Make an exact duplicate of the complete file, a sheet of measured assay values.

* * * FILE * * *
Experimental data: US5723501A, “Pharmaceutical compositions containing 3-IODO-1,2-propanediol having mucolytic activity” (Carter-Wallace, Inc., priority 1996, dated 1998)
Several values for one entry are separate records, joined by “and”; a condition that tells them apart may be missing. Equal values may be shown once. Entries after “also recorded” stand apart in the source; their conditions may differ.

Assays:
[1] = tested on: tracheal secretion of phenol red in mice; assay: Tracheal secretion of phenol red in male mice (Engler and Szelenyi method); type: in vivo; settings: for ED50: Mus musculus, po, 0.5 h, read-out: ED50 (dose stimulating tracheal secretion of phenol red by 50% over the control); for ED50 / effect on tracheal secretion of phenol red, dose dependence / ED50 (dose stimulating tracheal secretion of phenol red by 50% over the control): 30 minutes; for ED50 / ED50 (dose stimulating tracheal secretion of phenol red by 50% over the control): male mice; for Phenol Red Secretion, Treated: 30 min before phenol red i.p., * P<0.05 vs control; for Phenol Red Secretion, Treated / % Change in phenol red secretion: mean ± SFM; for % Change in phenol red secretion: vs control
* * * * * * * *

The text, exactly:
Experimental data: US5723501A, “Pharmaceutical compositions containing 3-IODO-1,2-propanediol having mucolytic activity” (Carter-Wallace, Inc., priority 1996, dated 1998)
Several values for one entry are separate records, joined by “and”; a condition that tells them apart may be missing. Equal values may be shown once. Entries after “also recorded” stand apart in the source; their conditions may differ.

Assays:
[1] = tested on: tracheal secretion of phenol red in mice; assay: Tracheal secretion of phenol red in male mice (Engler and Szelenyi method); type: in vivo; settings: for ED50: Mus musculus, po, 0.5 h, read-out: ED50 (dose stimulating tracheal secretion of phenol red by 50% over the control); for ED50 / effect on tracheal secretion of phenol red, dose dependence / ED50 (dose stimulating tracheal secretion of phenol red by 50% over the control): 30 minutes; for ED50 / ED50 (dose stimulating tracheal secretion of phenol red by 50% over the control): male mice; for Phenol Red Secretion, Treated: 30 min before phenol red i.p., * P<0.05 vs control; for Phenol Red Secretion, Treated / % Change in phenol red secretion: mean ± SFM; for % Change in phenol red secretion: vs control